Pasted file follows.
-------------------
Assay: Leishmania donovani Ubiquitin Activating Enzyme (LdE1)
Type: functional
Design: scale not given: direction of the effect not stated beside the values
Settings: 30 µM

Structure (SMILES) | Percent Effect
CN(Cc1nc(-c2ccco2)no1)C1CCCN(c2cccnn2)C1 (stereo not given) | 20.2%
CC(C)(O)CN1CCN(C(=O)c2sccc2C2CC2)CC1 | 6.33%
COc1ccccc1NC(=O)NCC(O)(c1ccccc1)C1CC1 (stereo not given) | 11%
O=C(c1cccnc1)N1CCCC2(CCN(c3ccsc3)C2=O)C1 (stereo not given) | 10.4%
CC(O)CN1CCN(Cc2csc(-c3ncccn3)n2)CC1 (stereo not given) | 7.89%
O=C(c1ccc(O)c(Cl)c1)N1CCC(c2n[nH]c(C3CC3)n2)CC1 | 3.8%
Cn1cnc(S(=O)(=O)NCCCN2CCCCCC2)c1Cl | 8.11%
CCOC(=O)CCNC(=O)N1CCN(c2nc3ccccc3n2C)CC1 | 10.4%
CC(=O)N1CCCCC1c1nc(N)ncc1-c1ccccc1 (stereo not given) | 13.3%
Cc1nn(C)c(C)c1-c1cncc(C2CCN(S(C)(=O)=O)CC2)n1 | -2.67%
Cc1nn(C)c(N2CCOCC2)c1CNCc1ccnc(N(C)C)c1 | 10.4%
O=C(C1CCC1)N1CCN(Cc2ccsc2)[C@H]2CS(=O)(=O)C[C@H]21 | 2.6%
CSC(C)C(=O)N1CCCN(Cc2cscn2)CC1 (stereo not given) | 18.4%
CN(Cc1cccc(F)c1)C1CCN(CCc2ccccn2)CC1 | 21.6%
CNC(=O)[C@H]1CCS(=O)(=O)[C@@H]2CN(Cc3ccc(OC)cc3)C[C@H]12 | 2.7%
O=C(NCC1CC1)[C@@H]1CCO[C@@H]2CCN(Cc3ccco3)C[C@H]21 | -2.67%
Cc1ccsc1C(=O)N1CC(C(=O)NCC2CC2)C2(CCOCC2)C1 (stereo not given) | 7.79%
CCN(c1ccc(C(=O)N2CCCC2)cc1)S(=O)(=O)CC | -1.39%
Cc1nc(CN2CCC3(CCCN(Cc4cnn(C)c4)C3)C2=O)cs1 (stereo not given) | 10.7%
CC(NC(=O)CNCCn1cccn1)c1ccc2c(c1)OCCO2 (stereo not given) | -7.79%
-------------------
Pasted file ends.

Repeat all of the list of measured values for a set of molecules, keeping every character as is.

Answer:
Assay: Leishmania donovani Ubiquitin Activating Enzyme (LdE1)
Type: functional
Design: scale not given: direction of the effect not stated beside the values
Settings: 30 µM

Structure (SMILES) | Percent Effect
CN(Cc1nc(-c2ccco2)no1)C1CCCN(c2cccnn2)C1 (stereo not given) | 20.2%
CC(C)(O)CN1CCN(C(=O)c2sccc2C2CC2)CC1 | 6.33%
COc1ccccc1NC(=O)NCC(O)(c1ccccc1)C1CC1 (stereo not given) | 11%
O=C(c1cccnc1)N1CCCC2(CCN(c3ccsc3)C2=O)C1 (stereo not given) | 10.4%
CC(O)CN1CCN(Cc2csc(-c3ncccn3)n2)CC1 (stereo not given) | 7.89%
O=C(c1ccc(O)c(Cl)c1)N1CCC(c2n[nH]c(C3CC3)n2)CC1 | 3.8%
Cn1cnc(S(=O)(=O)NCCCN2CCCCCC2)c1Cl | 8.11%
CCOC(=O)CCNC(=O)N1CCN(c2nc3ccccc3n2C)CC1 | 10.4%
CC(=O)N1CCCCC1c1nc(N)ncc1-c1ccccc1 (stereo not given) | 13.3%
Cc1nn(C)c(C)c1-c1cncc(C2CCN(S(C)(=O)=O)CC2)n1 | -2.67%
Cc1nn(C)c(N2CCOCC2)c1CNCc1ccnc(N(C)C)c1 | 10.4%
O=C(C1CCC1)N1CCN(Cc2ccsc2)[C@H]2CS(=O)(=O)C[C@H]21 | 2.6%
CSC(C)C(=O)N1CCCN(Cc2cscn2)CC1 (stereo not given) | 18.4%
CN(Cc1cccc(F)c1)C1CCN(CCc2ccccn2)CC1 | 21.6%
CNC(=O)[C@H]1CCS(=O)(=O)[C@@H]2CN(Cc3ccc(OC)cc3)C[C@H]12 | 2.7%
O=C(NCC1CC1)[C@@H]1CCO[C@@H]2CCN(Cc3ccco3)C[C@H]21 | -2.67%
Cc1ccsc1C(=O)N1CC(C(=O)NCC2CC2)C2(CCOCC2)C1 (stereo not given) | 7.79%
CCN(c1ccc(C(=O)N2CCCC2)cc1)S(=O)(=O)CC | -1.39%
Cc1nc(CN2CCC3(CCCN(Cc4cnn(C)c4)C3)C2=O)cs1 (stereo not given) | 10.7%
CC(NC(=O)CNCCn1cccn1)c1ccc2c(c1)OCCO2 (stereo not given) | -7.79%